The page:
JEFFERSON — A large solar power farm proposed for a location just west of Jefferson has received unanimous approval from the Wisconsin Public Service Commission, much to the pleasure of Jefferson County leaders.
In mid-December, Jefferson County officials shored up a document that served to more thoroughly address county concerns about noise, revenue streams and setbacks from adjacent properties for the proposed Badger State solar farm in the Town of Jefferson. The Jefferson County Executive Committee then forwarded this joint development agreement to the county’s full board of supervisors, which approved it unanimously.
At that point, all that remained for the 149-megawatt solar farm’s construction was approval from the state Public Service Commission. That was received Thursday.
“We’re pleased that the PSC has approved the application,” Jefferson County Board of Supervisors Chairman Jim Schroeder said Tuesday, on behalf of county government.
“The benefits of this solar farm will include reduction in the carbon footprint through production of renewable energy, additional revenue annually to the county, as well as the towns involved.”
Schroeder said the farm will lead to guaranteed annual revenue for the owners of the land where it will be placed — west of the City of Jefferson, near County Highway Q and State Highway 89.
The Badger State Solar facility will utilize photovoltaic panels mounted on trackers that will rotate throughout the day to follow the sun, reaching a height of between 10 and 12 feet.
At the end of its useful life, expected in 40 years, the solar installation would be decommissioned and Ranger Power would be responsible for removing all equipment and returning the land to a state suitable for agricultural use.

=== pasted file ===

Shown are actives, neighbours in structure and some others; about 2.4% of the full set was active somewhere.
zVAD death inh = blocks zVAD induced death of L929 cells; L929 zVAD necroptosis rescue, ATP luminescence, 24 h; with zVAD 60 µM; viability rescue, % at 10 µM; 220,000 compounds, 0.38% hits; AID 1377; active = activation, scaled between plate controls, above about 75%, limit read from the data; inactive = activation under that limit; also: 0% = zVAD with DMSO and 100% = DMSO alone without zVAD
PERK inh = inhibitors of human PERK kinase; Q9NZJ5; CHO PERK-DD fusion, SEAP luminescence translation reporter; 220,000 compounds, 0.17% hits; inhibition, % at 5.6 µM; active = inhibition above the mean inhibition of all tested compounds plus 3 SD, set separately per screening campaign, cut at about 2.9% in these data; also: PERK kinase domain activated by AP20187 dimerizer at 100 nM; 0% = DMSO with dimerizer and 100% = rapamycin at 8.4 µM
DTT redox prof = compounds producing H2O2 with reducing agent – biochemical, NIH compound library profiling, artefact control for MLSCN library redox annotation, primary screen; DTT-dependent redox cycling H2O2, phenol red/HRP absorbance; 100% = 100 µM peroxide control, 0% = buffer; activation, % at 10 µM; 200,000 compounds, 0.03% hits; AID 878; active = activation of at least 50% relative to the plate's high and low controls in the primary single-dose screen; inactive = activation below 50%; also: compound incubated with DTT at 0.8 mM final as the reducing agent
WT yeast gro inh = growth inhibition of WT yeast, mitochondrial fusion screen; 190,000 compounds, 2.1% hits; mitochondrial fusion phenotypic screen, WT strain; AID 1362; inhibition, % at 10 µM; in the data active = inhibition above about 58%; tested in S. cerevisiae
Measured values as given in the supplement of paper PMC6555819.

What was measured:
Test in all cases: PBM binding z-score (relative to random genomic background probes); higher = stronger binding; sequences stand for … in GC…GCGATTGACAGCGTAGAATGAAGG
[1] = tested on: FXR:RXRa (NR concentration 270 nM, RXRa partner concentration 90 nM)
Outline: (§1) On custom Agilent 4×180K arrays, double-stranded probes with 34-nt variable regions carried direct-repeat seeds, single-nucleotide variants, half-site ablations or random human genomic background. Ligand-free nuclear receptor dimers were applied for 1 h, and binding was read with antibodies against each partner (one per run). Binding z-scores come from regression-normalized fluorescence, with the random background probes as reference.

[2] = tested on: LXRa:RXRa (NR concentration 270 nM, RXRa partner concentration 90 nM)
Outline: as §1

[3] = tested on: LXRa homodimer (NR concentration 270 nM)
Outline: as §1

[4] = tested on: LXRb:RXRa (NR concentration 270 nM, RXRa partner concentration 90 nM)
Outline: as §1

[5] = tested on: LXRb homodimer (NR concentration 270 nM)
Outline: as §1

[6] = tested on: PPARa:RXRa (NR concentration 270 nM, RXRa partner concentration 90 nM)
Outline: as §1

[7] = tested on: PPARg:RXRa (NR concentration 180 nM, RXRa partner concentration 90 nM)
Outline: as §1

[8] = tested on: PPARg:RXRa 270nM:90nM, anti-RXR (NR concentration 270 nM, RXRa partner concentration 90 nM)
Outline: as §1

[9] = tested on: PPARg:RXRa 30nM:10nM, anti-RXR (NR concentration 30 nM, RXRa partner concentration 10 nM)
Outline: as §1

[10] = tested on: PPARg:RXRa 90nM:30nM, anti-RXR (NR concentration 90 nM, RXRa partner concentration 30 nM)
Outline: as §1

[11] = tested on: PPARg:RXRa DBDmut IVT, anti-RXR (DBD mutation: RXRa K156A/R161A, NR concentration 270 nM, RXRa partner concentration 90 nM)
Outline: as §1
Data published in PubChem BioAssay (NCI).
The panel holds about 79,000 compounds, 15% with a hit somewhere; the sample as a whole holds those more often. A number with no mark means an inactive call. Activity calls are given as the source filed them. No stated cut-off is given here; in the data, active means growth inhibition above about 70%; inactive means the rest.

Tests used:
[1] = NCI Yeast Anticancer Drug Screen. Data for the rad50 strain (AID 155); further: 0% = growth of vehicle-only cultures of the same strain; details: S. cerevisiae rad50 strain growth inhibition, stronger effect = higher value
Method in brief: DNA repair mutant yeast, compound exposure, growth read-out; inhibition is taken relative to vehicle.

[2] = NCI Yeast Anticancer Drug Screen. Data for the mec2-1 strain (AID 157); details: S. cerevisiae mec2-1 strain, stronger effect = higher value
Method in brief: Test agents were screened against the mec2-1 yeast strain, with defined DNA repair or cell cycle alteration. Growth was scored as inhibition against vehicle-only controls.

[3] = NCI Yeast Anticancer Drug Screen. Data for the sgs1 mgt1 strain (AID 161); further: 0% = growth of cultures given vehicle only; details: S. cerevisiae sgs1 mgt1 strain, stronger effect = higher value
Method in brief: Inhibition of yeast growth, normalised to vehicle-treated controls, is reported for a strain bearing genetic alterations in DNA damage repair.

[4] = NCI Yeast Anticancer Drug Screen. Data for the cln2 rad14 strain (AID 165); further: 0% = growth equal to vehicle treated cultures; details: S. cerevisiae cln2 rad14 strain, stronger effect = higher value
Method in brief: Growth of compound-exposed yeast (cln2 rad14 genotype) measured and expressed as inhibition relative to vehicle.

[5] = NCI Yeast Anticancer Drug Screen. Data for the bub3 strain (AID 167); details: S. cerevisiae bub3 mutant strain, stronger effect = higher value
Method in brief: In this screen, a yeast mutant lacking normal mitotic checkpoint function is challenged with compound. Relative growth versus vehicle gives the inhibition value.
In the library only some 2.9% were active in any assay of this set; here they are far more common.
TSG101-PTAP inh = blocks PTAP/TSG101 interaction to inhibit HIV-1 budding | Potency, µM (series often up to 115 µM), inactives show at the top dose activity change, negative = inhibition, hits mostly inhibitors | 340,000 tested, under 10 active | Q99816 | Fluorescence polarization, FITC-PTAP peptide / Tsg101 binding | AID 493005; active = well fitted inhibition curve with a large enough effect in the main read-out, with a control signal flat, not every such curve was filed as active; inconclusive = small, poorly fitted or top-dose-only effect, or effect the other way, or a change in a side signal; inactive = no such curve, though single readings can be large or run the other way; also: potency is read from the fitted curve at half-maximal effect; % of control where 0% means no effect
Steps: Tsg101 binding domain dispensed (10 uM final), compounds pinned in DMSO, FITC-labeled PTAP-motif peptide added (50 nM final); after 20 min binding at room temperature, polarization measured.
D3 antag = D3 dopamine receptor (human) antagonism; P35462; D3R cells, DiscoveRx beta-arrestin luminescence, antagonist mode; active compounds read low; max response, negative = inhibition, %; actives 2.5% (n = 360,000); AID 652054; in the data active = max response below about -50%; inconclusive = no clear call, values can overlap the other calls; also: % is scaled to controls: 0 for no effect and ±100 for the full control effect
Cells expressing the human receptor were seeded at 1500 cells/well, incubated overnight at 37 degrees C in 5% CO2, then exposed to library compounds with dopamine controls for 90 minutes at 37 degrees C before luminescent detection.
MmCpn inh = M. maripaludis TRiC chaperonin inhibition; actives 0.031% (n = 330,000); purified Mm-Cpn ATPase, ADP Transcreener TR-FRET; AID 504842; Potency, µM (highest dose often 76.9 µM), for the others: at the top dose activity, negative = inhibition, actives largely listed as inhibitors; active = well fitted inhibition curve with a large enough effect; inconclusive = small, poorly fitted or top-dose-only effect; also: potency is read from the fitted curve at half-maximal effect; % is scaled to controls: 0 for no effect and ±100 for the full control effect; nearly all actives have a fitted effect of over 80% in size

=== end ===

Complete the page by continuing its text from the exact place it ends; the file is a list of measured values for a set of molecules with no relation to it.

During the PSC’s process, state and local leaders spoke in support of the project. Representatives of Wisconsin Manufacturers and Commerce also noted that the project is expected to bring $100 million in private investment, along with new Utility Shared Revenue payments for Jefferson County and towns involved, including the Town of Jefferson.
Some residents of the area, however, have gone on record with concerns that there could be damage to land values and rural aesthetics after solar-generating panels are installed.
Ranger Power, a New York-based solar energy company focused on developing utility-scale solar projects in the Midwest, has been working with interested area farmers and landowners to develop Jefferson County’s Badger State Solar, which will be sited on approximately 1,000 acres of privately owned, relatively flat, open land.
The solar field will take advantage of the American Transmission Co. substation already located there, which minimizes the project’s footprint and cost, and avoids the need for long transmission lines.
The project, located between large population centers with high electrical demand — Milwaukee, Racine and Kenosha on one side and Madison, Beloit and Janesville on the other — will produce enough electricity to meet the equivalent annual needs of about 20,000 homes, according to Dairyland Power Cooperative, the business that will be purchasing the farm’s power product.
Planners have said construction will begin no earlier than later this year, with commercial operation anticipated to start around 2023.
The solar project will generate new Utility Shared Revenue payments for the county and towns. These shared revenue payments will provide additional funds that can be used for schools, roads and other needs as determined by the towns and county. In a fiscal note attached to the resolution, it was stated that the shared revenue payments in lieu of taxes from the state of Wisconsin will exceed the amount of tax revenue lost.